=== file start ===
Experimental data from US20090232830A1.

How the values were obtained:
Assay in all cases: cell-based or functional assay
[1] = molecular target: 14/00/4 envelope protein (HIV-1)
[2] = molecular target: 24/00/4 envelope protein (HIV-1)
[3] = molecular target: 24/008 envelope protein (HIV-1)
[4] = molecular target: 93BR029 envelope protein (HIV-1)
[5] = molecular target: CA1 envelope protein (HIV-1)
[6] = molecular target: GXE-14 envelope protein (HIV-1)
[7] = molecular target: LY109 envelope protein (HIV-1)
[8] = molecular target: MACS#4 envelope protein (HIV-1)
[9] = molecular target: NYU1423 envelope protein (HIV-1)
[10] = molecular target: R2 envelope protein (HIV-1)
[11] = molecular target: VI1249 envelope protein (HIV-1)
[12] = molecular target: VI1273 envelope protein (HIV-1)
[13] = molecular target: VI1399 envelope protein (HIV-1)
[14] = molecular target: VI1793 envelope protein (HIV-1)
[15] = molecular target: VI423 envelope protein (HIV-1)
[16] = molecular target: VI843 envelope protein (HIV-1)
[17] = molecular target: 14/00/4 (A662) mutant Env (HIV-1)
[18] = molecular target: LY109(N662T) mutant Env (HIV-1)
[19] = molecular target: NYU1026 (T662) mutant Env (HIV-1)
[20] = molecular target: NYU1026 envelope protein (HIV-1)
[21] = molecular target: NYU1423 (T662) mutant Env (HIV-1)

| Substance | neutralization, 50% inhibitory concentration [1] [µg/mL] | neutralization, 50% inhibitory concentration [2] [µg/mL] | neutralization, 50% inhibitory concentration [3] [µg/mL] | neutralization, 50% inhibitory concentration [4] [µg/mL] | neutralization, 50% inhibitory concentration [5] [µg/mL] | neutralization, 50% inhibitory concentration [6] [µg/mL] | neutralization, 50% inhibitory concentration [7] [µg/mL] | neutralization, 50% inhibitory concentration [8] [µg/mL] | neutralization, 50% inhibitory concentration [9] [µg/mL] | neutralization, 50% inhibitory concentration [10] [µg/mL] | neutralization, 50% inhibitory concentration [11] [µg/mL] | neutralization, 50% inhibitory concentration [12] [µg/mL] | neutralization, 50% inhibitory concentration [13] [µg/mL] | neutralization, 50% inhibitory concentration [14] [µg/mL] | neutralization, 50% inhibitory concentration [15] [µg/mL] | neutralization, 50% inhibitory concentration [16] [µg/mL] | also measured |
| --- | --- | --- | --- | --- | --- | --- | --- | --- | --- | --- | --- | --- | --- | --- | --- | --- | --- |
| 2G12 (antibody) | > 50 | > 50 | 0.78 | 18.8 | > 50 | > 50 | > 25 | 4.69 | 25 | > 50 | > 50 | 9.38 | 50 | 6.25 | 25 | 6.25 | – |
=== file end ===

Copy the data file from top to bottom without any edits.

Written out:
Experimental data from US20090232830A1.

How the values were obtained:
Assay in all cases: cell-based or functional assay
[1] = molecular target: 14/00/4 envelope protein (HIV-1)
[2] = molecular target: 24/00/4 envelope protein (HIV-1)
[3] = molecular target: 24/008 envelope protein (HIV-1)
[4] = molecular target: 93BR029 envelope protein (HIV-1)
[5] = molecular target: CA1 envelope protein (HIV-1)
[6] = molecular target: GXE-14 envelope protein (HIV-1)
[7] = molecular target: LY109 envelope protein (HIV-1)
[8] = molecular target: MACS#4 envelope protein (HIV-1)
[9] = molecular target: NYU1423 envelope protein (HIV-1)
[10] = molecular target: R2 envelope protein (HIV-1)
[11] = molecular target: VI1249 envelope protein (HIV-1)
[12] = molecular target: VI1273 envelope protein (HIV-1)
[13] = molecular target: VI1399 envelope protein (HIV-1)
[14] = molecular target: VI1793 envelope protein (HIV-1)
[15] = molecular target: VI423 envelope protein (HIV-1)
[16] = molecular target: VI843 envelope protein (HIV-1)
[17] = molecular target: 14/00/4 (A662) mutant Env (HIV-1)
[18] = molecular target: LY109(N662T) mutant Env (HIV-1)
[19] = molecular target: NYU1026 (T662) mutant Env (HIV-1)
[20] = molecular target: NYU1026 envelope protein (HIV-1)
[21] = molecular target: NYU1423 (T662) mutant Env (HIV-1)

| Substance | neutralization, 50% inhibitory concentration [1] [µg/mL] | neutralization, 50% inhibitory concentration [2] [µg/mL] | neutralization, 50% inhibitory concentration [3] [µg/mL] | neutralization, 50% inhibitory concentration [4] [µg/mL] | neutralization, 50% inhibitory concentration [5] [µg/mL] | neutralization, 50% inhibitory concentration [6] [µg/mL] | neutralization, 50% inhibitory concentration [7] [µg/mL] | neutralization, 50% inhibitory concentration [8] [µg/mL] | neutralization, 50% inhibitory concentration [9] [µg/mL] | neutralization, 50% inhibitory concentration [10] [µg/mL] | neutralization, 50% inhibitory concentration [11] [µg/mL] | neutralization, 50% inhibitory concentration [12] [µg/mL] | neutralization, 50% inhibitory concentration [13] [µg/mL] | neutralization, 50% inhibitory concentration [14] [µg/mL] | neutralization, 50% inhibitory concentration [15] [µg/mL] | neutralization, 50% inhibitory concentration [16] [µg/mL] | also measured |
| --- | --- | --- | --- | --- | --- | --- | --- | --- | --- | --- | --- | --- | --- | --- | --- | --- | --- |
| 2G12 (antibody) | > 50 | > 50 | 0.78 | 18.8 | > 50 | > 50 | > 25 | 4.69 | 25 | > 50 | > 50 | 9.38 | 50 | 6.25 | 25 | 6.25 | – |